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RE: XHTML 2.0 considered harmful

From: Peter Foti (PeterF) <PeterF@SystolicNetworks.com>
Date: Wed, 15 Jan 2003 14:03:10 -0500
Message-ID: <A10A983C9DFBD4119F0300104B2EA6B725FF82@ZIPPY>
To: "'www-html@w3.org'" <www-html@w3.org>

Hi all,

I'm going to play devil's advocate for a minute.  First, let me say that I
am not one to use the style attribute.  But from what I have read, a valid
example might be something like this:

Company ABC has some data to share with Company XYZ, for example, a news
article that will be included on a web page.  A simplified version of this
data might look something like this:

<div>
   <div class="articletitle">Why XHTML 2.0 is Considered Harmful</div>
   <div id="whyxhtmlisharmful">Blah blah blah...</div>
</div>

Company ABC is concerned that the data must be presented the way that they
intended it to be, but they don't have access to the <head> of Company XYZ's
web page.  So how then does Company XYZ no how to "style" the data it is
given?

In addition, what if Company XYZ had it's own CSS class definition for
"articletitle" which rendered data much differently than ABC's desired
presentation?

Is this the type of example you were looking for?

Regards,
Peter Foti



> -----Original Message-----
> From: www-html-request@w3.org 
> [mailto:www-html-request@w3.org]On Behalf
> Of Mikko Rantalainen
> Sent: Wednesday, January 15, 2003 1:12 PM
> To: Tantek «elik
> Cc: www-html@w3.org
> Subject: Re: XHTML 2.0 considered harmful
> 
> 
> 
> Tantek «elik wrote:
> > On 1/15/03 9:00 AM, "Jonas JÝrgensen" <jonasj@jonasj.dk> wrote:
> >>Tantek «elik wrote:
> >>>I think this is in general the problem with the discussion 
> of the 'style'
> >>>attribute.  On one side there are semantic purists that 
> don't understand
> >>>what the problem is and therefore claim there is no 
> problem, and on the
> >>>other side there are _experienced_ folks that have seen 
> numerous real world
> >>>situations where the style attribute is not only useful, 
> but essential.
> >>>
> >>>These real world situations have been listed in threads in 
> this list, but
> >>>always ignored or belittled.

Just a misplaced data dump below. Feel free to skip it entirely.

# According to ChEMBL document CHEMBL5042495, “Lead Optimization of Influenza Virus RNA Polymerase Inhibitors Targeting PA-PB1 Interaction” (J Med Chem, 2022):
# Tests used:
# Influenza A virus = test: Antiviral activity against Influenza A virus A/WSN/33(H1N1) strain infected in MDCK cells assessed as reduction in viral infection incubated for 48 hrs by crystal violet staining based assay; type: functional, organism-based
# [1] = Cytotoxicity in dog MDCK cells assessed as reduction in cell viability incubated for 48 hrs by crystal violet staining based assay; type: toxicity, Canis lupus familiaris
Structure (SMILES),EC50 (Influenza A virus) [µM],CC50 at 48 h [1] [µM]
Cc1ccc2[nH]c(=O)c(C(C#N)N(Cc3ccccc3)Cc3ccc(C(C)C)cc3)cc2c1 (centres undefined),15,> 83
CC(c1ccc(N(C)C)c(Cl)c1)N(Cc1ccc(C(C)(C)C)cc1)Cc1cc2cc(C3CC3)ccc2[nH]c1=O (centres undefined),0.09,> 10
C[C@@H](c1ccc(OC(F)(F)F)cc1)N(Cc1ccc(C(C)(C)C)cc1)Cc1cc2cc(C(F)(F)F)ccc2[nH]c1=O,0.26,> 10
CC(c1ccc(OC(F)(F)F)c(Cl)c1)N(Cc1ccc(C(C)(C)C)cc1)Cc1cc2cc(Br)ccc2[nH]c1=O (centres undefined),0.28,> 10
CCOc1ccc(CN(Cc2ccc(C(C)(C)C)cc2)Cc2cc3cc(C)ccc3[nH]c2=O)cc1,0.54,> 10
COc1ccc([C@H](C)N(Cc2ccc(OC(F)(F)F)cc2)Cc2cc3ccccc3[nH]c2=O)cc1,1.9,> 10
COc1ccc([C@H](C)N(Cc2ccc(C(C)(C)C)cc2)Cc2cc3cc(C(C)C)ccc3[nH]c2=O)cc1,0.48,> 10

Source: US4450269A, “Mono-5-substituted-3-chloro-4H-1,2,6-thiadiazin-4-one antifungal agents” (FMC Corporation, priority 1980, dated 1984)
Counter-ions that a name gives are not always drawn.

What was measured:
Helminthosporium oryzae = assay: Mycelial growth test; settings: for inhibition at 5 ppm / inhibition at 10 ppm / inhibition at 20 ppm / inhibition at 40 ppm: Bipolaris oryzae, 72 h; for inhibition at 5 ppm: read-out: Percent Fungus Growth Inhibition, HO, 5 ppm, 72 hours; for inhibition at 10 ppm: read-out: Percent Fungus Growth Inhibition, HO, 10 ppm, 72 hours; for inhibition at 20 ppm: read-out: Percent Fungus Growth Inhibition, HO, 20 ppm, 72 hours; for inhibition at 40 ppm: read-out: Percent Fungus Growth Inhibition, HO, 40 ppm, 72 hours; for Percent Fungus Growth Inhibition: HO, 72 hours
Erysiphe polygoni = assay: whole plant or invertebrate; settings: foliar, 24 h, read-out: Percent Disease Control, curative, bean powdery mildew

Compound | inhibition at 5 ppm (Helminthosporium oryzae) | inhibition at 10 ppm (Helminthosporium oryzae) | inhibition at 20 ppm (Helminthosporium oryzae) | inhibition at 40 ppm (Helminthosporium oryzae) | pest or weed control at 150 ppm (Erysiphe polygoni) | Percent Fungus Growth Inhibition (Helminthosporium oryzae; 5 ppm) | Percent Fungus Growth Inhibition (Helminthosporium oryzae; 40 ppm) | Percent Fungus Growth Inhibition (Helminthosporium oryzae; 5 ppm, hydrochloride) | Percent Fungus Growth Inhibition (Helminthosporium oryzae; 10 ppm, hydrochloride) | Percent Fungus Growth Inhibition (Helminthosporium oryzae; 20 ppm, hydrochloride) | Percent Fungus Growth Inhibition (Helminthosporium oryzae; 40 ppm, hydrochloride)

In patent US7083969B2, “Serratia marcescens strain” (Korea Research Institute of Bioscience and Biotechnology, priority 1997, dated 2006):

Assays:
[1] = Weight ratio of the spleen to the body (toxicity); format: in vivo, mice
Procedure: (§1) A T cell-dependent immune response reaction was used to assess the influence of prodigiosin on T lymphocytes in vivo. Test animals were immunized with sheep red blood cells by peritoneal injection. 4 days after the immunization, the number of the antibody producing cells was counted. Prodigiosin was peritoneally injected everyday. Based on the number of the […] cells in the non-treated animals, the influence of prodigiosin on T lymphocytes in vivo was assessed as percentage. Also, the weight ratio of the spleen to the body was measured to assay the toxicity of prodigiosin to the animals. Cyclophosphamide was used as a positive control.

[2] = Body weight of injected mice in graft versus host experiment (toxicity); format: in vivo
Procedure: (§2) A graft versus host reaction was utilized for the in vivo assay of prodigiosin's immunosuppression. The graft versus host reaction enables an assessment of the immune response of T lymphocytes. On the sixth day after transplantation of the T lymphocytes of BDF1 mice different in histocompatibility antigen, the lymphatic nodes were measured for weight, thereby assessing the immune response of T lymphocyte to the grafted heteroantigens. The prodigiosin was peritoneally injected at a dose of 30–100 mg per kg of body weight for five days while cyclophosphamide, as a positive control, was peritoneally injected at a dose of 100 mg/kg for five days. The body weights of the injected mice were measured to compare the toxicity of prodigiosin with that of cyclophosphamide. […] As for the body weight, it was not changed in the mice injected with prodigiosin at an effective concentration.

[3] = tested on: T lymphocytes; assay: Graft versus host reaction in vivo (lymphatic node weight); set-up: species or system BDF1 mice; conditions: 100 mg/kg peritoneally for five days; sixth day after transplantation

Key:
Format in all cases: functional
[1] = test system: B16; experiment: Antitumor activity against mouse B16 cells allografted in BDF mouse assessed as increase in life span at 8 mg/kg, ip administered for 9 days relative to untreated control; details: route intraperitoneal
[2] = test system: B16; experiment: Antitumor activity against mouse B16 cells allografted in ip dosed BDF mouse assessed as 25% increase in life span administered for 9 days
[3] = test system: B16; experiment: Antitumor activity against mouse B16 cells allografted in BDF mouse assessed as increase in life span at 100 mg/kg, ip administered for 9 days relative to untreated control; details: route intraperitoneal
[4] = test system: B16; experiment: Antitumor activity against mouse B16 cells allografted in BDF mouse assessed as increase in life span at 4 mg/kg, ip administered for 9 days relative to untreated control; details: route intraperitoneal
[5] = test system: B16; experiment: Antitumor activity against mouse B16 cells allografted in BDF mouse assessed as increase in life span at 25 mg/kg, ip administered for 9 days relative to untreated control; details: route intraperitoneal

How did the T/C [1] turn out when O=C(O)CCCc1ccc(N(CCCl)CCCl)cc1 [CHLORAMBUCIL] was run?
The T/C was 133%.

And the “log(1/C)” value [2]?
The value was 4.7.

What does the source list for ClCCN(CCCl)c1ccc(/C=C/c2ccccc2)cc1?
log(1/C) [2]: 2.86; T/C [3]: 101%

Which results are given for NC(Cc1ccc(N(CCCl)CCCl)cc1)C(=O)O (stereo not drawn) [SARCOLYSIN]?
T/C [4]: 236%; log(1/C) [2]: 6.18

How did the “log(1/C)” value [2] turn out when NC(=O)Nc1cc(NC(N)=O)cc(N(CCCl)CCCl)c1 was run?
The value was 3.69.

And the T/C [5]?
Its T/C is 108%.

> >>
> >>Name one. Just one.
> > 
> > Please research the archives of www-html and www-style.  
> Many others have
> > provided many examples, and some (like Daniel Glazman, and 
> Chris Mannall)
> > continue to do so.
> 
> Hey, if majority here thinks that style attribute should go 
> away then it 
> should be pretty clear that asking us to find reasons to keep 
> it ourself 
> isn't going to help. I understand that your time might be 
> taken by more 
> important stuff, but if you cannot provide an even one valid example 
> (write a description of situation to the list or provide an URL) to 
> defend style attribute, then the only reasonable decision is 
> to remove it.
> 
> Couldn't it be that you've seen reasons to keep style attribute in 
> history and those reasons sounded like valid at that time; you guess 
> that those reasons are still valid and just tell us to seek around 
> without any specific pointers.
> 
> I still repeat that I'm not against keeping the style 
> attribute per se, 
> but I'm against keeping it without a good reason. And I haven't seen 
> such a reason yet.
> 
> The style attribute is guilty and should be removed, unless proven 
> innocent. :)
> 
> 
> Research report (only a few latest posts)
> -----------------------------------------
> 
> Glazman said that id + CSS had some issue with namespaces. No further 
> explanation provided. Copy and paste was another issue but I already 
> addressed that one.
> 
> Mannal mentioned the issue between the DOM interaction and style 
> attribute. I already replied to that too.
> 
> -- 
> Mikko
> 
Received on Wednesday, 15 January 2003 13:53:10 GMT

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